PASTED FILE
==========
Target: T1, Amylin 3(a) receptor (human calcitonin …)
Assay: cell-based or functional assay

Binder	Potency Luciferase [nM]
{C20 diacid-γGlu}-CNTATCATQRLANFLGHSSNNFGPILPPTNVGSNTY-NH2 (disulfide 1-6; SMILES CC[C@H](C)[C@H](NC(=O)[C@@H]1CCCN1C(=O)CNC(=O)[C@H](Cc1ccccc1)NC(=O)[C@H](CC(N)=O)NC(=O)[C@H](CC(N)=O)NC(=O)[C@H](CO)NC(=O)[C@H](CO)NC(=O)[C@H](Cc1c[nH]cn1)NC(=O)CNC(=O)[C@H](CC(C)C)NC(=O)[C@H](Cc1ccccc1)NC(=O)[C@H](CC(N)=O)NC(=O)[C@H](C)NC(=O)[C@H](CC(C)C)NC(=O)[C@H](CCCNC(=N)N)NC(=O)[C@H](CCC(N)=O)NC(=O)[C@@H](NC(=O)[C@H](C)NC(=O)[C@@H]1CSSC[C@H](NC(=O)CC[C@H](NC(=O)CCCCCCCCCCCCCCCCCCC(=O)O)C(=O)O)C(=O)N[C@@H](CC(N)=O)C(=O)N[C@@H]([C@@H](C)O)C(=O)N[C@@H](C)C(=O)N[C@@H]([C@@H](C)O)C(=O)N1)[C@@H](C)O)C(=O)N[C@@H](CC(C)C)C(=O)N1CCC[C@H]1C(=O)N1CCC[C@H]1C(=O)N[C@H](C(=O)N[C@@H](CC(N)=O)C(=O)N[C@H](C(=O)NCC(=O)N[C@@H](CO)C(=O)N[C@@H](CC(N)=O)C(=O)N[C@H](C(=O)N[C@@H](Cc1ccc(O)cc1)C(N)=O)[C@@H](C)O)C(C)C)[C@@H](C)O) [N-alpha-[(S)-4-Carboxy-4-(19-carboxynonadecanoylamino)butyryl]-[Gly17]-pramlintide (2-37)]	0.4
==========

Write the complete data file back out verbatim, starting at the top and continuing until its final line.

Target: T1, Amylin 3(a) receptor (human calcitonin …)
Assay: cell-based or functional assay

Binder	Potency Luciferase [nM]
{C20 diacid-γGlu}-CNTATCATQRLANFLGHSSNNFGPILPPTNVGSNTY-NH2 (disulfide 1-6; SMILES CC[C@H](C)[C@H](NC(=O)[C@@H]1CCCN1C(=O)CNC(=O)[C@H](Cc1ccccc1)NC(=O)[C@H](CC(N)=O)NC(=O)[C@H](CC(N)=O)NC(=O)[C@H](CO)NC(=O)[C@H](CO)NC(=O)[C@H](Cc1c[nH]cn1)NC(=O)CNC(=O)[C@H](CC(C)C)NC(=O)[C@H](Cc1ccccc1)NC(=O)[C@H](CC(N)=O)NC(=O)[C@H](C)NC(=O)[C@H](CC(C)C)NC(=O)[C@H](CCCNC(=N)N)NC(=O)[C@H](CCC(N)=O)NC(=O)[C@@H](NC(=O)[C@H](C)NC(=O)[C@@H]1CSSC[C@H](NC(=O)CC[C@H](NC(=O)CCCCCCCCCCCCCCCCCCC(=O)O)C(=O)O)C(=O)N[C@@H](CC(N)=O)C(=O)N[C@@H]([C@@H](C)O)C(=O)N[C@@H](C)C(=O)N[C@@H]([C@@H](C)O)C(=O)N1)[C@@H](C)O)C(=O)N[C@@H](CC(C)C)C(=O)N1CCC[C@H]1C(=O)N1CCC[C@H]1C(=O)N[C@H](C(=O)N[C@@H](CC(N)=O)C(=O)N[C@H](C(=O)NCC(=O)N[C@@H](CO)C(=O)N[C@@H](CC(N)=O)C(=O)N[C@H](C(=O)N[C@@H](Cc1ccc(O)cc1)C(N)=O)[C@@H](C)O)C(C)C)[C@@H](C)O) [N-alpha-[(S)-4-Carboxy-4-(19-carboxynonadecanoylamino)butyryl]-[Gly17]-pramlintide (2-37)]	0.4